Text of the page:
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The Deer Park Community

Son's challenges spark Hutcherson's passion for braille

Written by Bobby Vasquez. Posted in Community

Soon after Cheri Hutcherson and her family welcomed their son Will into the world, they learned their lives would change in ways they could never imagine. Through Will’s blindness, Hutcherson and her family have learned to see life’s lessons from a new perspective. His challenges have led the family to become active advocates for the National Braille Press.

Cheri Hutcherson’s life changed in ways she would have never imagined with the arrival of her son Dec. 28, 2010. At a recent Deer Park Rotary Club meeting, she talked about those challenges and lessons that have sparked new passions.

“I became a mother for the second time to a beautiful baby boy. My son was born completely blind,” she said.

Will, her son, was born with a condition septic-optic dysplasia, a type of deformity affecting the midline of the brain.

Through her family, faith and friends, Hutcherson said she felt like there was a support system in place to help raise her son will. However, her concerns grew when she realized she had not met, much less befriended, another blind person.

Hutcherson began researching the blind community, its resources and enrolled Will in early childhood education.

“We are visual learners and when a child learns to sit so that they can see more. When kids crawl, it’s because they see something they want,” Hutcherson said. Hutcherson and her family helped Will learn to do sit and crawl despite not he not having the visual incentive to do so.

As Will is growing and experiencing the world, he is also learning to read using braille, a tactile writing system for the blind or visually impaired.

Still, Hutcherson and her family were missing a personal connection.

“To have a peer that I could ask questions, bounce things off of,” she said. “What is Will’s future? What do blind people do for a living?”

Hutcherson came across the Eric Weihenmayer, a blind adventurer who has climbed Mt. Everest and conquered some of the most difficult whitewater courses. She learned he was speaking at the National Braille Press Gala in Boston.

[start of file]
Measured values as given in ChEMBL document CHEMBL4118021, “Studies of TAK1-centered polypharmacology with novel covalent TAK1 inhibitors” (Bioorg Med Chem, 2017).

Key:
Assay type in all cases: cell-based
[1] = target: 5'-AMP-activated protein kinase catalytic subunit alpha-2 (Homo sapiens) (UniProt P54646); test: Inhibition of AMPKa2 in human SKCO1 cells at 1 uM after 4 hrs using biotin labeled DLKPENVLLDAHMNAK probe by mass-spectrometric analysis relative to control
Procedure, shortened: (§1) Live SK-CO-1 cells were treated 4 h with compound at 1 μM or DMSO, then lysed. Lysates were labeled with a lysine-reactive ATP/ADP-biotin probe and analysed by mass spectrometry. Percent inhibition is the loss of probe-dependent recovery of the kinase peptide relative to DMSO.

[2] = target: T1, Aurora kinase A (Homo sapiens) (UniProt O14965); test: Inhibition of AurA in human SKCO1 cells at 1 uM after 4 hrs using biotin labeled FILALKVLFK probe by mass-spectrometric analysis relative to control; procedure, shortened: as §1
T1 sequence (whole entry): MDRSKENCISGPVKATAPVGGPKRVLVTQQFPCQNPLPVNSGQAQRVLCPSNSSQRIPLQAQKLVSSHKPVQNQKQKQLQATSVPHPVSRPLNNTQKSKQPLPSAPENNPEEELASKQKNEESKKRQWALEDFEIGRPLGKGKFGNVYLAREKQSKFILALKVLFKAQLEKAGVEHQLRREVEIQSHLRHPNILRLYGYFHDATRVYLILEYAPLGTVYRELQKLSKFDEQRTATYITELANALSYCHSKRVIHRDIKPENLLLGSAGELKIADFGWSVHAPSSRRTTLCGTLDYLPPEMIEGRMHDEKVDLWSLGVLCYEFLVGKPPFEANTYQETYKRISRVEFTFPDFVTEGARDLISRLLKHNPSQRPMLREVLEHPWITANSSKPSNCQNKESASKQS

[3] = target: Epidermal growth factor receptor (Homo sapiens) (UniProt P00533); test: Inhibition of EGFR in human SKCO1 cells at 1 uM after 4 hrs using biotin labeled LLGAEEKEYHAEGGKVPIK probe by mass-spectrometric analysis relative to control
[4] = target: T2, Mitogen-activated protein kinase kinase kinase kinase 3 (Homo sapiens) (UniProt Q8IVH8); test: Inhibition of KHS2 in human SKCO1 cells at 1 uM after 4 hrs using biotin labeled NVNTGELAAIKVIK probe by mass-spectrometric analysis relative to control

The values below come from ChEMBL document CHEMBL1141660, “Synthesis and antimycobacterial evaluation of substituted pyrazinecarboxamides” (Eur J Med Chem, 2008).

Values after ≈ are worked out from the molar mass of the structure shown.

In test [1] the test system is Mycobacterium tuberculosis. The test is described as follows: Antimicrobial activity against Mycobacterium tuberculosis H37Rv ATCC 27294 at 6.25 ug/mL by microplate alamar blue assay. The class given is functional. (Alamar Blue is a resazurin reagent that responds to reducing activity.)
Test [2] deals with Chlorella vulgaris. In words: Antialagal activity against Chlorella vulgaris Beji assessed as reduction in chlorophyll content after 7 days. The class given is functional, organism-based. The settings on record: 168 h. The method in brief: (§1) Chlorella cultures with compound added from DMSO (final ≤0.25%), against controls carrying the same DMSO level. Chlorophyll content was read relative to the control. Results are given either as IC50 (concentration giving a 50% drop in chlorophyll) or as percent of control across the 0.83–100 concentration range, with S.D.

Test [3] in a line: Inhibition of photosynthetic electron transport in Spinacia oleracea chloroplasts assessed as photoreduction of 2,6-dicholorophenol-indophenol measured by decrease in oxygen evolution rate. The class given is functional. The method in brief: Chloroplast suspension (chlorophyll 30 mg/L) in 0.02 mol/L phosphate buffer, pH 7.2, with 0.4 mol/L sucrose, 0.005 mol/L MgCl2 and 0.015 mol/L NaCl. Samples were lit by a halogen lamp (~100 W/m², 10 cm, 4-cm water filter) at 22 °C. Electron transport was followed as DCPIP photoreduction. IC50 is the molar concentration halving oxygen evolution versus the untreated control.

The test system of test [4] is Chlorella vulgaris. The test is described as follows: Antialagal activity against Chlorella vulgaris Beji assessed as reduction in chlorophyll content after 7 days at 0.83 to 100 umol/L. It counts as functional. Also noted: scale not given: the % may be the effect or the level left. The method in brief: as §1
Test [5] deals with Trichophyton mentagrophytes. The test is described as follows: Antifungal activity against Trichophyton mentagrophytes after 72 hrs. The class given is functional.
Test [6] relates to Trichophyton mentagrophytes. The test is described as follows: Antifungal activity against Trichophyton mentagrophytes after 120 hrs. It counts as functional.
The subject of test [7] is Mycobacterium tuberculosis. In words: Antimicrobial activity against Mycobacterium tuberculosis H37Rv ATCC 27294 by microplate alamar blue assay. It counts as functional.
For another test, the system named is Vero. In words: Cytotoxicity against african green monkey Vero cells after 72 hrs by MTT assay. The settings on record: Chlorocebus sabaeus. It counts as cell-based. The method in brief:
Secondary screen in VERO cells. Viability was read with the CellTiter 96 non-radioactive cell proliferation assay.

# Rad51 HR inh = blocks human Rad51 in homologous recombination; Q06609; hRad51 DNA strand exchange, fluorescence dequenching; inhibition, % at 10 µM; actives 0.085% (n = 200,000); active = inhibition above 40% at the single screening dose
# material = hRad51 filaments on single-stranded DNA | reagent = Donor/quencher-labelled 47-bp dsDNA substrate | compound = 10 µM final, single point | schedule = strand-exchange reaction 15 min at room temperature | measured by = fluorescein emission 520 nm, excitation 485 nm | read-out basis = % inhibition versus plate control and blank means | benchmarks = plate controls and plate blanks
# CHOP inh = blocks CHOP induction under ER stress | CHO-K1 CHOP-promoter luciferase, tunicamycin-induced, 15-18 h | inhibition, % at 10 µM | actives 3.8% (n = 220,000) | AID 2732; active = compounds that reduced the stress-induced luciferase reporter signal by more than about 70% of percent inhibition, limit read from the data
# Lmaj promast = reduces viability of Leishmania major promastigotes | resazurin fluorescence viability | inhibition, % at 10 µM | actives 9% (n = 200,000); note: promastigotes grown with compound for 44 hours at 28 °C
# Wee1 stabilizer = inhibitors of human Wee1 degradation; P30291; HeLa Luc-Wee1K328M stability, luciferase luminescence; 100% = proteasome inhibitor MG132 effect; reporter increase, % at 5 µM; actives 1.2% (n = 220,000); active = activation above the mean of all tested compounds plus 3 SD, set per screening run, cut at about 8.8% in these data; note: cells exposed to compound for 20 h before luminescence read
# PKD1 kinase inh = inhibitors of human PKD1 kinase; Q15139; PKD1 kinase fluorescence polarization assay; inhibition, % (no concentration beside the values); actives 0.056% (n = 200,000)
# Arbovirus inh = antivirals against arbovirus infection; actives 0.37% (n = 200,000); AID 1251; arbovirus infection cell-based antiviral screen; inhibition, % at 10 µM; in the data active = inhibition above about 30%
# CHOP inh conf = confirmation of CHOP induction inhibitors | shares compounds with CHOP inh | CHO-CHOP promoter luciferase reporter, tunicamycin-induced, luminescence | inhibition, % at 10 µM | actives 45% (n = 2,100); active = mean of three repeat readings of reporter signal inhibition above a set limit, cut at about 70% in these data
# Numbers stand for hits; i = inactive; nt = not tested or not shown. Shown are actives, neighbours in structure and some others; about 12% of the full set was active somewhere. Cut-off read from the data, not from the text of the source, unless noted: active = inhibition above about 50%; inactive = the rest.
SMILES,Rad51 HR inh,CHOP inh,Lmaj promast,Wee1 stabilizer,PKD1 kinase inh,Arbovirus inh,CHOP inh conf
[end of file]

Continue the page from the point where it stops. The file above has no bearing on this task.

Meeting Weihenmayer and attending the gala not only established a personal connection, it helped Hutcherson see the success of other blind persons.

The National Braille Press promotes literacy for blind children and provides access to information in braille for children and adults. It is the premier braille publisher in the US specializing in producing original braille works written by blind authors expressly for blind people.

“Braille is really expensive to produce. It’s embossed on paper. It’s not like putting ink on paper,” she said. “The National Braille Press believes no one should have to pay more for their book than we pay for ours.”

This year, Hutcherson is the host of the gala in Boston on Oct. 20. The organization is in need of auction items and sponsorships.

She said she is hoping to help establish more braille resources and social events in the Houston area, however with many of the blind residents living in the suburbs, public transportation becomes difficult.

Still, Hutcherson said she feels blessed with her son and has learned to see life from a new perspective.

“This challenge has blessed my life in a way I didn’t see coming. I’m thankful God saw the bigger plan and knew I was able, because I sure didn’t. It has led me to an amazing part of my life,” said Hutcherson.

To learn more about the National Braille Press, visit To donate to the gala, contact Hutcherson at 281-476-8500.